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2009 Fulkerson Prize Citation


Maria Chudnovsky, Neil Robertson, Paul Seymour, and Robin Thomas
"The strong perfect graph theorem", Annals of Mathematics 164 (2006) 51-229.

Claude Berge introduced the class of perfect graphs in 1960 together with a possible characterization in terms of forbidden subgraphs. The resolution of Berge's strong perfect graph conjecture quickly became one of the most sought after goals in graph theory. The pursuit of the conjecture brought together four important elements: vertex colorings, stable sets, cliques, and clique covers. Moreover, D. R. Fulkerson established connections between perfect graphs and integer programming through his theory of anti-blocking polyhedra. A graph is called perfect if for every induced subgraph H the clique-covering number of H is equal to the cardinality of its largest stable set. The strong perfect graph conjecture states that a graph is perfect if and only if neither it nor its complement contains as an induced subgraph an odd circuit having at least five edges. The elegance and simplicity of this possible characterization led to a great body of work in the literature, culminating in the Chudnovsky et al. proof, announced in May 2002, just one month before Berge passed away. The long, difficult, and creative proof by Chudnovsky et al. is one of the great achievements in discrete mathematics.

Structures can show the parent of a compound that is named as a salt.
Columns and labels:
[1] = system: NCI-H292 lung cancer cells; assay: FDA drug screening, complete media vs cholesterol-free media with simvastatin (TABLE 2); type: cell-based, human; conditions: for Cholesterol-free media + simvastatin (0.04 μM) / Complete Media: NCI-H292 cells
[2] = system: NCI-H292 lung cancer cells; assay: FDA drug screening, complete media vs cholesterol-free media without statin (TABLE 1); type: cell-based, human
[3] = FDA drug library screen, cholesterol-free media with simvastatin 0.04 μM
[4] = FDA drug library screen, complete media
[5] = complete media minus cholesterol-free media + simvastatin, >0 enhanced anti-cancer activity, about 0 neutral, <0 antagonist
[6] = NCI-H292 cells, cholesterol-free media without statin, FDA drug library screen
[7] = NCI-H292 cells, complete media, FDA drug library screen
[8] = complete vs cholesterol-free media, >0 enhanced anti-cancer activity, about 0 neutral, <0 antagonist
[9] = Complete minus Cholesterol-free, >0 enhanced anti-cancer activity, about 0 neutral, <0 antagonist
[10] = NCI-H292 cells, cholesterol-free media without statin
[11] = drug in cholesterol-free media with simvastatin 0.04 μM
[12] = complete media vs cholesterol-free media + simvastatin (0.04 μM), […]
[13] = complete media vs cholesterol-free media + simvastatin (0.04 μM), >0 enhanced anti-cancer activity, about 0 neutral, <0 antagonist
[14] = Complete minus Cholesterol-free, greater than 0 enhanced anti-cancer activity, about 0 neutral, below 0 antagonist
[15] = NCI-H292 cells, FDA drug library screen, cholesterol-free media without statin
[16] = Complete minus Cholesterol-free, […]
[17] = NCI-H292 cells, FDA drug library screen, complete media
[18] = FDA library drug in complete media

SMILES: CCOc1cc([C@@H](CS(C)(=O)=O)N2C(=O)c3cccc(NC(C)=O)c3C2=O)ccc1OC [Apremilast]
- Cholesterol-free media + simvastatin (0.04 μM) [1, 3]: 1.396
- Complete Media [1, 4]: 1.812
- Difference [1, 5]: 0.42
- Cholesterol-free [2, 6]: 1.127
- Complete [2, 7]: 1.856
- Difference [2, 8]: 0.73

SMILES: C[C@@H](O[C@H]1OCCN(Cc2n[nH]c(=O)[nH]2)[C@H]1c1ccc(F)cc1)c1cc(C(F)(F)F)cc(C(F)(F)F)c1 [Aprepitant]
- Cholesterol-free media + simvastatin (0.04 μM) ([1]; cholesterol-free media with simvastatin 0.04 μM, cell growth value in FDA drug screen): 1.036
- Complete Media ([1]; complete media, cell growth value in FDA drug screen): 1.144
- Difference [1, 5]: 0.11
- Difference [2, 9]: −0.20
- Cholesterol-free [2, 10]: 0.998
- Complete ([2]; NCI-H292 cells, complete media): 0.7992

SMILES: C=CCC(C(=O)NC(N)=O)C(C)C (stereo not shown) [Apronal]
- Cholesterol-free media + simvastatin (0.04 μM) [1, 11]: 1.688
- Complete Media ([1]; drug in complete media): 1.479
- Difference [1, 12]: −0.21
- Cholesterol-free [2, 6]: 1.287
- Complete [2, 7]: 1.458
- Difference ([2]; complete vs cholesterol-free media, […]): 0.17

Thomas C. Hales,
"A proof of the Kepler conjecture", Annals of Mathematics 162 (2005) 1063-1183.
Samuel P. Ferguson
"Sphere Packings, V. Pentahedral Prisms", Discrete and Computational Geometry 36 (2006) 167-204.

In 1611 Johannes Kepler asserted that the densest packing of equal-radius spheres is obtained by the familiar cannonball arrangement. This statement is known as the Kepler conjecture and it is a component of Hilbert's 18th problem. After four centuries, Ferguson and Hales have now proven Kepler's assertion. The Ferguson-Hales proof develops deep connections between sphere packings and mathematical programming, making heavy use of linear programming duality and branch and bound to establish results on the density of candidate configurations of spheres. The beautiful geometric arguments and innovative use of computational tools make this a landmark result in both geometry and discrete mathematics.


Daniel A. Spielman and Shang-Hua Teng
"Smoothed analysis of algorithms: Why the simplex algorithm usually takes polynomial time", Journal of the ACM 51 (2004) 385-463.

George Dantzig's simplex algorithm for linear programming is a fundamental tool in applied mathematics. The work of Spielman and Teng is an important step towards providing a theoretical understanding of the algorithm's great success in practice despite its known exponential worst-case behavior. The smoothed analysis introduced by the authors fits nicely between overly pessimistic worst-case results and the average-case theory developed in the 1980s. In smoothed analysis, the performance of an algorithm is measured under small perturbations of arbitrary real inputs. The Spielman-Teng proof that the simplex algorithm runs in polynomial-time under this measure combines beautiful technical results that intersect multiple areas of discrete mathematics. Moreover, the general smoothed analysis framework is one that can be applied in many algorithmic settings and it is now established as an important technique in theoretical computer science.